either Portland or Seattle to reduce shipping costs.
But anemic volume and a lack of room at the West Coast breweries ruled
out the change that may have sustained Primo.
"The brewery did do their best trying to get the volume up," Dolim
One factor in the ailing demand for Primo seems to have been bottle
Over its history, Primo has changed a few times between brown and
Dolim said when Stroh changed from brown to green bottles in 1985 and
a new long-neck shape in 1986, sales rocketed up to 12,000 cases a
month in Hawaii. Volume tapered off sharply when the company switched
back to brown bottles in 1990-91 for beer stability reasons.
(Sunlight, which is better blocked by brown glass, can disturb beer
The theory is local beer drinkers were those without much money to
spend, those who saw Heineken and Steinlager in green bottles wanted
premium-like beer for an economical price.
"They figure green is green," Dolim said.
Primo retails for somewhere in the $4-something to $5-something price
range for a six pack with occasional specials as low as $3-something.
Dolim said there was a move to change back to green bottles in the
plan to brew Primo on the West Coast. Alas, the suds never got a
Mattson Davis, general manager of Kona Brewing Co., said the overall
beer market has shrunk over the last 10 years. Fewer consumers and
more micro breweries were a couple factors leading brewing giants like
Stroh to pick winners and losers among their labels.
Dolim said Stroh held negotiations with all four Hawaii micro
breweries in an attempt to continue the brewing of Primo and return it
to its Hawaii-made status. But Hawaii's fledgling micro breweries are
trying to focus on viability and growth of their own operations.
"It doesn't really fit with the portfolio of hand-crafted beer," Davis
"[Stroh] certainly made a go of trying to get it back to being brewed
in Hawaii," Dolim said, adding the company was willing to offer a
subsidy and lend the label to a Hawaii brewer while retaining brewing
control and product rights. He also said Stroh was not necessarily
concerned with making money.
Primo was a drop in a bucket for Stroh. Forbes Inc. ranked the
brewery, factoring in the G. Heileman operation, No. 113 in its top
500 private companies with estimated 1996 revenue of $1.35 billion and
operating profits of $35 million.
Founded in 1850 by Bernard Stroh, the company remains family-owned and
distributes beers including Stroh's, Old Milwaukee, Schlitz, Schaefer,
Special Export, Old Style, Rainier, Henry Weinhard, Schmidt's, Lone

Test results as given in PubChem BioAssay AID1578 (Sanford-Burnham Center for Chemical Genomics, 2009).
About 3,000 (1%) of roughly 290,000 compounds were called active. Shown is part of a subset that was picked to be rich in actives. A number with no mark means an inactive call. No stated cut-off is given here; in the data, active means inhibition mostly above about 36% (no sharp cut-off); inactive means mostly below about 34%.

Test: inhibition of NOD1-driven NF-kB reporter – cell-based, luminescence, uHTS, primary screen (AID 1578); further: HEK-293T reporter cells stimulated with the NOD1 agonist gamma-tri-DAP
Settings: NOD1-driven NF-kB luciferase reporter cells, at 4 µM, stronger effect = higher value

Star, Champale, Colt 45 and Mickey's to more than 70 countries.
Stroh acquired Primo in 1982 in the purchase of the Jos. Schlitz
Reformulating the recipe, featuring a replica of a 1904 label and
launching a new promotional campaign, the company had hoped to restore
the beer to its former stature.
Right now there are no plans to do anything with rights to the beer,
although theoretically Primo could be revived at a later time, which
is something at least Dolim would like to see."
From Whatever Happened To... An update on past news Saturday, November
Falling sales led Primo Beer to stop serving cold ones in 1998
Hawaii Island Economic Development Board
"Beer history buffs may know that Hawaiis first brewery, Hawaii
Brewing Company, began operations in 1898. Its signature brand, the
well-known Primo beer, was produced for 100 years before operations
ended in 1998. The company changed ownership a number of times, but
Primo saw its greatest period of growth after being acquired by
Schlitz in 1964. The following year, Primo beer sales skyrocketed.
Operations began to run on a 24-hour basis, and Primo made brewing
history by capturing 70 percent of the Hawaiian beer market, a
position it held until 1971.
Primos final maker, Stroh Brewery Company, shut its doors in Hawaii
in May 1998. But just as Primo was exiting the beer stage, a
redesigned beer industry the craft brewing industry was taking hold in
Hawaii. Alii Brewing Company and Hawaii Islands own Kona Brewing
Company opened their vats for business in 1994. In the six years that
have followed, the craft brewing industry continues to grow."
Another interesting fact from: Current Hawaii Business Issue - January
Long before he took over as president of his fathers company, Tony
Group, in 1996, Stan Masamitsu had wanted to be a car designer.
Whereas the former Tony Honda dealership was originally the old Primo
Beer factory, and the Tony Volkswagen store was once an old car wash,
the new facility will be custom-designed from the ground up."